Chest Pain After Eating

What Type of Chest Pain?

Chest pain can occur anywhere within the upper body. Chest pain can feel different depending on the cause and the individual. It may be described as sharp, dull, burning, aching, stabbing or a crushing sensation. 

Common Causes of Your Chest Pain

Your chest pain can be due to a single cause or a combination of different causes which can include:

  • Heartburn or indigestion, where some individuals may feel a burning sensation after eating, feeling bloated, or food brought back up to the throat 
  • Strain in the chest after chest injuries
  • Anxiety that can be triggered by a stressful situation, leading to a fast heartbeat and dizziness
  • Chest infections which makes it difficult for a person to breathe properly and can lead to fever and mucus secretion in the airway (for eg. yellow or green mucus can be expectorated by individuals with pneumonia)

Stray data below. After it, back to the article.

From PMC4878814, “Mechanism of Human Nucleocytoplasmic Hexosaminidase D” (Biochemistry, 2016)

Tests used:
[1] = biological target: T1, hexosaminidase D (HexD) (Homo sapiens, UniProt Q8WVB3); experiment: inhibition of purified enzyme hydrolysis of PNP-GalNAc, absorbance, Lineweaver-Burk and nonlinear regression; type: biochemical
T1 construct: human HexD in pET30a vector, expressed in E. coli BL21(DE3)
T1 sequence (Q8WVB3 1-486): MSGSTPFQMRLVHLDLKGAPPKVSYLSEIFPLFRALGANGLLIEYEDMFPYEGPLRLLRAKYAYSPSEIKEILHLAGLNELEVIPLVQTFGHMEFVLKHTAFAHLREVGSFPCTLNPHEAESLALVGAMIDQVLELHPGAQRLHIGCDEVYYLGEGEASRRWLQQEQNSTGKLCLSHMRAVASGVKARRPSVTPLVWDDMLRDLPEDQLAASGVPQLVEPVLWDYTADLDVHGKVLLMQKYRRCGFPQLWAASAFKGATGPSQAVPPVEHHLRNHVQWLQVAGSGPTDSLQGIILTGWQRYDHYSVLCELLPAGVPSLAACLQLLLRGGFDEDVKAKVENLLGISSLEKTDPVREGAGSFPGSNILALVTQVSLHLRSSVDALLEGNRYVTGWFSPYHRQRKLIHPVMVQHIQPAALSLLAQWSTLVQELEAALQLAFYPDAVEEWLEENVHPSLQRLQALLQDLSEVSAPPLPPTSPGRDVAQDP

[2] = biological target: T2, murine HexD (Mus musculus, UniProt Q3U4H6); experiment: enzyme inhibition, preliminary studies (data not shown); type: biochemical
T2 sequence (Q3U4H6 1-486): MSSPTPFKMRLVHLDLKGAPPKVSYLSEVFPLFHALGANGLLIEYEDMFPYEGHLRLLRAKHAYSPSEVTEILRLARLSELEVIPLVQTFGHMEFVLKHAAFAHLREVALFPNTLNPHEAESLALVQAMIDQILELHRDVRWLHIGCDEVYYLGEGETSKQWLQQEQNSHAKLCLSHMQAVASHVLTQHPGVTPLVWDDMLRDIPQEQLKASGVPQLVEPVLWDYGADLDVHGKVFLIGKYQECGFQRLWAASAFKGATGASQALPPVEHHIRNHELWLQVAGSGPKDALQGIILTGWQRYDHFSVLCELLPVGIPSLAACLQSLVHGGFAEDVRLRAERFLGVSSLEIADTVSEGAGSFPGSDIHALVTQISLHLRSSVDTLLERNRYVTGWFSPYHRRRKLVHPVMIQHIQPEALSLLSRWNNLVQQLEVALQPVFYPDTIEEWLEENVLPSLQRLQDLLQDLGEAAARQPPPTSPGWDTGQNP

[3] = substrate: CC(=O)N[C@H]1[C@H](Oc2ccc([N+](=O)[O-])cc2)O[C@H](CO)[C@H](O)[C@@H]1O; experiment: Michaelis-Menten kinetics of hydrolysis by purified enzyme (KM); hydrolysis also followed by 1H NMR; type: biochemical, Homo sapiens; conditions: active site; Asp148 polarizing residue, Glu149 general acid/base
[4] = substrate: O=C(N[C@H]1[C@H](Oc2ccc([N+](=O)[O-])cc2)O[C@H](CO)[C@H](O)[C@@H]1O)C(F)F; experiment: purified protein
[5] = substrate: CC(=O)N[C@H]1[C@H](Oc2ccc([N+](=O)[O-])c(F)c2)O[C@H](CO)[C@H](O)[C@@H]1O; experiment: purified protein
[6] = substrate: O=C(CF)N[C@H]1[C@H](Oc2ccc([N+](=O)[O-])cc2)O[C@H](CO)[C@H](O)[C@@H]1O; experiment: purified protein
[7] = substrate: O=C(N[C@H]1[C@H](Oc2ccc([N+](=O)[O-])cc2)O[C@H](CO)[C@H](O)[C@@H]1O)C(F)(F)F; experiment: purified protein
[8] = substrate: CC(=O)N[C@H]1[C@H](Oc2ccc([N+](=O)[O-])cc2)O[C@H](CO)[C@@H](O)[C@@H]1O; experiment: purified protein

• Pericarditis, characterised by a a sharp, stabbing pain that can happen suddenly and get worse as you breathe deeply or lie down
  • Heart attack or Angina have similar symptoms to heartburn but a heart attack is more life- threatening. 3

Is my Chest Pain due to Heartburn or a Heart Attack?

What is heartburn?

Heartburn is defined as a burning sensation in your chest caused by stomach acid moving towards the throat (acid reflux) and chronic heartburn can be indicative of gastroesophageal reflux disease (GERD).1 The symptoms of heartburn and heart attack are difficult to differentiate, hence it is important to go to the emergency room to rule out heart attack.